Getting here: There are direct international flights from Bangkok, Hanoi, Chiang Mai, Siem Reap, Kunming. There are daily domestic flights (40 minutes) from Vientiane. By road, it is a 9 - 10 hour drive from Vientiane and 6-7 hours from Vang Vieng.

PHNOM PENH

PHNOM PENH

Before civil war broke out, Phnom Penh was nicknamed 'The Pearl of Asia' as it was considered one of the finest cities in the region. Located at the junction of the Mekong, Bassac and Tonle Sap rivers, Phnom Penh has been Cambodia’s capital for most of the last six centuries. Having recovered from the dark legacy of the Pol Pot era in the 1970’s, Phnom Penh today is a vibrant economic center with a population of two million. Cafes, restaurants and hotels line the riverfront while boutique shops and art galleries sprout along smaller side streets. Even as it undergoes urban development, Phnom Penh has retained much of its old world charm as evident in the French colonial architecture and traditional ornate temples. Rich in history, the city offers a number of cultural and historical sites including the National Museum, Royal Palace, and Silver Pagoda.

To truly understand the country’s recent history and the people’s mindset, a visit to the Tuol Sleng Prison is a must. Also known as S-21, this former school became a torture center and has now been preserved as a museum. On the outskirts of Phnom Penh are the Killing Fields, an area where some 17,000 men, women and children were murdered and dumped in mass graves. Not for the faint-of-heart, these sites are sobering reminders of the Khmer Rouge’s brutality—and of the rest of the world’s failure to intervene.

SIEM REAP

SIEM REAP
Siem Reap is a charming provincial town defined by a cluster of villages, Chinese-style shop houses, and French-colonial architecture. As a gateway to the ancient temple ruins of Angkor, Siem Reap has experienced exponential growth in recent years with hotel and resort developments turning this once sleepy village into a tourism mecca. Activities to experience in the town of Siem Reap include watching a traditional Cambodian “apsara” dance performance and participating in a Khmer cuisine cooking class. The rural outskirts offer plenty of interesting activities such as visiting craft shops and silk farms, taking a bike ride through the scenic countryside, or participating in a humanitarian assistance program by making a pump well donation or helping children at an orphanage.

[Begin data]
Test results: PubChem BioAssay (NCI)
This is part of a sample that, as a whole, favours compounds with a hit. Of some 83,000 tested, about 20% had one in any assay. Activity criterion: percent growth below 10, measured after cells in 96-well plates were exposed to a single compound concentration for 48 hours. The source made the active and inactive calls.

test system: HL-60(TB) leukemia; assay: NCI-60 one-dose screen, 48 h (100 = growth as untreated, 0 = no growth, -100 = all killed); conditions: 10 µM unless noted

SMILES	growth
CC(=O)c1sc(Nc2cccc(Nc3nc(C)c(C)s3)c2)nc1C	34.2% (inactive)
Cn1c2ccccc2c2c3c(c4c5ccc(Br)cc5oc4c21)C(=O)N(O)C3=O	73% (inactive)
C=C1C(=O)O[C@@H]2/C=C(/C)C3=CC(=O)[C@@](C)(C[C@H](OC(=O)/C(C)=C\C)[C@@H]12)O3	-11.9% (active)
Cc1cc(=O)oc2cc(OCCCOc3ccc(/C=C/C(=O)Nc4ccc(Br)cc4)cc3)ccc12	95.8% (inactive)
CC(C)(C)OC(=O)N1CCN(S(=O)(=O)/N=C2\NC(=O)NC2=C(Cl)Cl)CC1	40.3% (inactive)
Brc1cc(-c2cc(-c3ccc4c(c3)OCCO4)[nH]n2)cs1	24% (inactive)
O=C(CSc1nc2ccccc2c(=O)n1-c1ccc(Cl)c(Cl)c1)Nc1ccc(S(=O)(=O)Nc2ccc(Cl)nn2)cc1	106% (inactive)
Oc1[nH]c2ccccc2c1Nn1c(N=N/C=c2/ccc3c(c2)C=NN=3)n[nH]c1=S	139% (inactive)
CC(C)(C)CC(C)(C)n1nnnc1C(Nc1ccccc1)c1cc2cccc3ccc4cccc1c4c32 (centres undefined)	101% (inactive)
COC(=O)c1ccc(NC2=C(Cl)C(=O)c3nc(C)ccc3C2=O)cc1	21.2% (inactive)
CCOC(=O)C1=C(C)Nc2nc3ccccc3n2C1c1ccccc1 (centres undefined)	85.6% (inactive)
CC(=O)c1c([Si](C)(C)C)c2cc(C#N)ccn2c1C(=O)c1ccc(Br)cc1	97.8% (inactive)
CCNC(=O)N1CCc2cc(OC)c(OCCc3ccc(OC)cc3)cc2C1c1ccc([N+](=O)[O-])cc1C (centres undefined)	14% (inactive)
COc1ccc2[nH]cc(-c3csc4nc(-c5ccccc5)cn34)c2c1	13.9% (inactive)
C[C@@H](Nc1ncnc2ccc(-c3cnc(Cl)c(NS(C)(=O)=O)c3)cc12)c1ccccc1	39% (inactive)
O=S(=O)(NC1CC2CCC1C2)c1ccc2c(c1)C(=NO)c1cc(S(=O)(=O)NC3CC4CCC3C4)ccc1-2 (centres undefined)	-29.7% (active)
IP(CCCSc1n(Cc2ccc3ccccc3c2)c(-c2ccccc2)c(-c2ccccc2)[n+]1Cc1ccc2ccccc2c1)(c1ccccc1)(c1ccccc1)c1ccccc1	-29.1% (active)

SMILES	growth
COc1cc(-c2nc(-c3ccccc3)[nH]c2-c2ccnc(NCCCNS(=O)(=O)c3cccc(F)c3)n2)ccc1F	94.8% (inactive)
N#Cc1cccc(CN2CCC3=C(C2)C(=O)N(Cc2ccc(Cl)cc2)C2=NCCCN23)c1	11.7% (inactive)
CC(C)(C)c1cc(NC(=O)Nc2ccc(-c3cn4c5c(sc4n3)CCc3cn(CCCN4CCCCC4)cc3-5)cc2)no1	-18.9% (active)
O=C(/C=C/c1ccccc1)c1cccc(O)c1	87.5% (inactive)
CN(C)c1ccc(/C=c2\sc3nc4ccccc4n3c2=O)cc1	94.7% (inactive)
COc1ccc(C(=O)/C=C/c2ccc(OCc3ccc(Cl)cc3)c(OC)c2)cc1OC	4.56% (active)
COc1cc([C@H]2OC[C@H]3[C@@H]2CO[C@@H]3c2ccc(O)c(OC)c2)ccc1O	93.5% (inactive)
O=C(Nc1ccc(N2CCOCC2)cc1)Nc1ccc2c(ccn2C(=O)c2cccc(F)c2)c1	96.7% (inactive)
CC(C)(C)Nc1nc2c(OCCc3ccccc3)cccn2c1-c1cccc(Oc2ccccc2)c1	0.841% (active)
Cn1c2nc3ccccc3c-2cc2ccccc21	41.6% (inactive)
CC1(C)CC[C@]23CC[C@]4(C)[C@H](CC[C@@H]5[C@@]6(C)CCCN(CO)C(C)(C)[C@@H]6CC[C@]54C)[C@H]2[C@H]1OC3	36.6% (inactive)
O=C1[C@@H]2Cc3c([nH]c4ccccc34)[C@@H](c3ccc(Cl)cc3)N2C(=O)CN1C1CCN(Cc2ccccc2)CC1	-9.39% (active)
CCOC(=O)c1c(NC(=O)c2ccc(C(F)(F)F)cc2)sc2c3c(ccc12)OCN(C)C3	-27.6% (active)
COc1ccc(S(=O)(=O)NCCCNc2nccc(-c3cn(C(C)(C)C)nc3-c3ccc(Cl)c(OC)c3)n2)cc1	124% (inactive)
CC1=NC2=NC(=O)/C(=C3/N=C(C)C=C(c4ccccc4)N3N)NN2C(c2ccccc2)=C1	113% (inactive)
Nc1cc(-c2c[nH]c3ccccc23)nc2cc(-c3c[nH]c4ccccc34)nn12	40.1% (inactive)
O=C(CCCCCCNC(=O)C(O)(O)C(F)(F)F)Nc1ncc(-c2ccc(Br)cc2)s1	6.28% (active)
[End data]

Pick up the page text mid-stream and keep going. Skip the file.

Getting here: Most visitors arrive in Siem Reap by air. There are direct flights from most major capital cities in Southeast Asia. It is a 40 minutes flight or a 6 hour journey by road from Phnom Penh.

TEMPLES OF ANGKOR

TEMPLES OF ANGKOR

Designated a World Heritage Site by UNESCO in 1992, the Angkor Archaeological Park encompasses dozens of temple ruins whose artistic and archaeological significance and visual impact place it alongside other wonders of the world like the Pyramids, Machu Pichu and the Taj Mahal. Built between seven and eleven centuries ago the temples—about 100 of which are still standing—were devoted to Buddha and Hindu deities. Within the fortified city of Angkor Thom lies the Bayon temple, the third tier of which is lined by more than 200 huge, carved faces that stare down from 54 towers. Other highlights include the Buddhist temple of Ta Prohm, which was not been restored and looks just as it did when French explorers stumbled upon it in the 1860s, and Angkor Wat, a vast temple complex dedicated to Vishnu in the early 12th century. Many of the temples are covered with fantastic carvings depicting religious stories and scenes from daily life.

You will be issued an “Angkor Pass” which is similar to an entrance ticket but has your photo on it. The pass allows you access all the temples in the complex. Make sure you keep the pass just in case you would like to explore the temples in your leisure time, as long as the date is still valid.